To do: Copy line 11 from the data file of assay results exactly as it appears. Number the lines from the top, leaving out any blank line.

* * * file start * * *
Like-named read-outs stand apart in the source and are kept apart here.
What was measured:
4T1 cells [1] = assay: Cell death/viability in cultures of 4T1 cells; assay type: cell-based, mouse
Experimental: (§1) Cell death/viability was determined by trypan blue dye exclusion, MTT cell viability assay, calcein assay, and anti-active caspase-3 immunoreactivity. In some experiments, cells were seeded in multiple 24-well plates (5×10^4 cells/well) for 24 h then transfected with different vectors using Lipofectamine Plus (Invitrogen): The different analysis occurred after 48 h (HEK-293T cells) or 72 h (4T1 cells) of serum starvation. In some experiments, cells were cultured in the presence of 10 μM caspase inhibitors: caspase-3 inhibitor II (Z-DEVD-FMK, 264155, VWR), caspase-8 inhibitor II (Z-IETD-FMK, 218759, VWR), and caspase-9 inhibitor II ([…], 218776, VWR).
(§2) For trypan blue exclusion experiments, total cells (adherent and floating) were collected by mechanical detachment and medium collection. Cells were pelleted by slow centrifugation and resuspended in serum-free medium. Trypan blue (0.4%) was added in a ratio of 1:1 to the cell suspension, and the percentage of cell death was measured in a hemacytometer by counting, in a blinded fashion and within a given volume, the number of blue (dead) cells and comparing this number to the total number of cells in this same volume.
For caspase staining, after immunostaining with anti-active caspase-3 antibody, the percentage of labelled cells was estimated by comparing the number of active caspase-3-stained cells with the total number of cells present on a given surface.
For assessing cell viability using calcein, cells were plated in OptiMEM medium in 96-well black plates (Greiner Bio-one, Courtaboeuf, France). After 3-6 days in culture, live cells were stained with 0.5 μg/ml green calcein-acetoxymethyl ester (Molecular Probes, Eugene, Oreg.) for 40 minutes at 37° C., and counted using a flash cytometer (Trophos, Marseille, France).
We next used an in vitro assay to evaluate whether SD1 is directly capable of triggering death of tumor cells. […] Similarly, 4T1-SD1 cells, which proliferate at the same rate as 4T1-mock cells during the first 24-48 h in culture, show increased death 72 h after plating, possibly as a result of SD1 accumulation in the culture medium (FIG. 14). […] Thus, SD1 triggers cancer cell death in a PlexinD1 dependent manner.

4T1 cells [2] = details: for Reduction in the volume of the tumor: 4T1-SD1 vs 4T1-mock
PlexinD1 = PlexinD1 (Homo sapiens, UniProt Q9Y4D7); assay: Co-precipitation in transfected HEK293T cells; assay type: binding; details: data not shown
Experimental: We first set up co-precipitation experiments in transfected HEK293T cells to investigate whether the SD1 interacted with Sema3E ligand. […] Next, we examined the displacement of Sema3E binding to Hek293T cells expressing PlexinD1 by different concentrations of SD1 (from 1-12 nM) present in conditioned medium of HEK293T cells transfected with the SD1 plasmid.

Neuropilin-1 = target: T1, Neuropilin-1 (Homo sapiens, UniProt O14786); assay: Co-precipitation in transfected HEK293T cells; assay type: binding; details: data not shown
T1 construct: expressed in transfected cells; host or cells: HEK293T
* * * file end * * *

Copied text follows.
Experimental: We first set up co-precipitation experiments in transfected HEK293T cells to investigate whether the SD1 interacted with Sema3E ligand. […] Next, we examined the displacement of Sema3E binding to Hek293T cells expressing PlexinD1 by different concentrations of SD1 (from 1-12 nM) present in conditioned medium of HEK293T cells transfected with the SD1 plasmid.